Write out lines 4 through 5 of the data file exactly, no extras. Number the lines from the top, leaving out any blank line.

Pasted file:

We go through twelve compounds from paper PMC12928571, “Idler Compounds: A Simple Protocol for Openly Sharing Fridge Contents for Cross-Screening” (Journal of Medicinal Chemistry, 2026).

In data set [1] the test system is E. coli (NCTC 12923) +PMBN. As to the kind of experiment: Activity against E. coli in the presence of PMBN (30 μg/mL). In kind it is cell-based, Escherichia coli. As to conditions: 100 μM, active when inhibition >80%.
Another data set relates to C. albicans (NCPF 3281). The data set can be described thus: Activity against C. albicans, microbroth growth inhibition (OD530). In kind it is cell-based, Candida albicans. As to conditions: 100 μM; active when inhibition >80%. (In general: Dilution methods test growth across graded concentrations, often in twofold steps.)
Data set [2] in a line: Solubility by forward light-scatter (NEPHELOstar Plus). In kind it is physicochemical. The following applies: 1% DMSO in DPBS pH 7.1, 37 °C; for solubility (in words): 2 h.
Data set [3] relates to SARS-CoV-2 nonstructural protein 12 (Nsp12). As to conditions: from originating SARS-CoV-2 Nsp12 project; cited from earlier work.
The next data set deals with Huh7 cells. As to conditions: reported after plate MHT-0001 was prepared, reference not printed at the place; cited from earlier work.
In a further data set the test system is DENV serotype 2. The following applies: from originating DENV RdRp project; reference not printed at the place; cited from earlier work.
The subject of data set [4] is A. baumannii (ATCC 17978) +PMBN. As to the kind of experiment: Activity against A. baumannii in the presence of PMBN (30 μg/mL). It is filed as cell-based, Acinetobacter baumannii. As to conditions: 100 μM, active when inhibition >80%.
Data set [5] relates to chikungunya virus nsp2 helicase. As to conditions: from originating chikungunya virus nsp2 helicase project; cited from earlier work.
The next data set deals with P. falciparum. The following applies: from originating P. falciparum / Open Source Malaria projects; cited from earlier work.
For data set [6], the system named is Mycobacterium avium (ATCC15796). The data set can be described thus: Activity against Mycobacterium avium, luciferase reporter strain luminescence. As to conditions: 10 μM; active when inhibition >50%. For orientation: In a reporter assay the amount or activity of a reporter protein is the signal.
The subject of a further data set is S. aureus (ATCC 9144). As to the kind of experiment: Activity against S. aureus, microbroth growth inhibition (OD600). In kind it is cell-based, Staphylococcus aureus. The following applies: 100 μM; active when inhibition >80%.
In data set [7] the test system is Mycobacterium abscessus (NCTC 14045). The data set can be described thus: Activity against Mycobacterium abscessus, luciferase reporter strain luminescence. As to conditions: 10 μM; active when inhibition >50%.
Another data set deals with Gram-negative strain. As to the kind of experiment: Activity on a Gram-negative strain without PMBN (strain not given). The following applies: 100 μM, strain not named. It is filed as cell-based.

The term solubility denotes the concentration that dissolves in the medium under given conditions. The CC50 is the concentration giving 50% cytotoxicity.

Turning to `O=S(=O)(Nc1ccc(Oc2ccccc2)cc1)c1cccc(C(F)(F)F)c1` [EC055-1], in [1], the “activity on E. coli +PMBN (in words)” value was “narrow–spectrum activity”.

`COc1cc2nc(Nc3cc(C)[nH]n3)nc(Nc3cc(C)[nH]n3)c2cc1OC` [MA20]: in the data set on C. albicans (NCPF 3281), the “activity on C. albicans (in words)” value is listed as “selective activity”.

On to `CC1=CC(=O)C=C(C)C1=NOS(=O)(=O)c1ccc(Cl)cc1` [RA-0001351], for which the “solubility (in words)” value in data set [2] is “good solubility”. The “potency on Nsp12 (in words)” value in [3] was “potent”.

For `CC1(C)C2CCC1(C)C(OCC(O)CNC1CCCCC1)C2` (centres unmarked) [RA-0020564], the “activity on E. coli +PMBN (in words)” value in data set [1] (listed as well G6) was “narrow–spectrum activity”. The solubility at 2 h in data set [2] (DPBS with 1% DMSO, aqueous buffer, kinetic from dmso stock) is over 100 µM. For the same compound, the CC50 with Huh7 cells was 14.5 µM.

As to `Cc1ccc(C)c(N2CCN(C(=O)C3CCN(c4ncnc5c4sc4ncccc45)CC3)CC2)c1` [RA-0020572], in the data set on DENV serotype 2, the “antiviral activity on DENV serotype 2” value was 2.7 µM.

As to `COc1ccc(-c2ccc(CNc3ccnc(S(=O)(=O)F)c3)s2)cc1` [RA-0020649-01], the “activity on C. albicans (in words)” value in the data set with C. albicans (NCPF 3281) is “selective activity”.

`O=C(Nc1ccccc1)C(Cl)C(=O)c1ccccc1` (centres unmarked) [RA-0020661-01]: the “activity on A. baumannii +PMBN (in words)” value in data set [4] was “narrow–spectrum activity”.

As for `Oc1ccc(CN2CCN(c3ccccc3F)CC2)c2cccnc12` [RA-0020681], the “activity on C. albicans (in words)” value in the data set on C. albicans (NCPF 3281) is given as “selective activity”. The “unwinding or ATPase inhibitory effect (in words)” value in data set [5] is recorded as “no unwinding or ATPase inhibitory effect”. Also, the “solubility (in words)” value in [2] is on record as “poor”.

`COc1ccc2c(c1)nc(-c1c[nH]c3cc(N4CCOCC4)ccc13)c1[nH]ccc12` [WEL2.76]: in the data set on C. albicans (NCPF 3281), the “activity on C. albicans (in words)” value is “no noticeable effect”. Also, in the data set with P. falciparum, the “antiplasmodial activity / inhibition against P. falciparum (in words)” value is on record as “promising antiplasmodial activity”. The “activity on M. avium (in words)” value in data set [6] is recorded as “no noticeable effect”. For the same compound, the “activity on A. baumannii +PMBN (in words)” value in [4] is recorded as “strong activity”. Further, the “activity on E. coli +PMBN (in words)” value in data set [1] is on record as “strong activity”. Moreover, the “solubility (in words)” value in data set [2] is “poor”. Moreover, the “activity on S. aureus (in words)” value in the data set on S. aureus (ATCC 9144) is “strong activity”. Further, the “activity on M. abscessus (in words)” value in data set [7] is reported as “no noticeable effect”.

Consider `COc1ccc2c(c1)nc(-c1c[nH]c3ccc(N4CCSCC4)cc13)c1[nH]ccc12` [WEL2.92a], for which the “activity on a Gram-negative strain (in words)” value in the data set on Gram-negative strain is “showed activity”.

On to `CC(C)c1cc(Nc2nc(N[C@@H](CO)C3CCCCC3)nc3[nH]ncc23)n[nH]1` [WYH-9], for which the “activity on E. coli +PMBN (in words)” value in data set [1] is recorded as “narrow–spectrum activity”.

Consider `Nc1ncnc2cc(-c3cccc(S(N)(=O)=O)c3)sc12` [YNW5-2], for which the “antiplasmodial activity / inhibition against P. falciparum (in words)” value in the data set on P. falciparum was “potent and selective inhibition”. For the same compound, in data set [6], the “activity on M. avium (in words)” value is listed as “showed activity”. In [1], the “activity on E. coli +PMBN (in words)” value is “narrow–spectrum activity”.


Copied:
Data set [2] in a line: Solubility by forward light-scatter (NEPHELOstar Plus). In kind it is physicochemical. The following applies: 1% DMSO in DPBS pH 7.1, 37 °C; for solubility (in words): 2 h.
Data set [3] relates to SARS-CoV-2 nonstructural protein 12 (Nsp12). As to conditions: from originating SARS-CoV-2 Nsp12 project; cited from earlier work.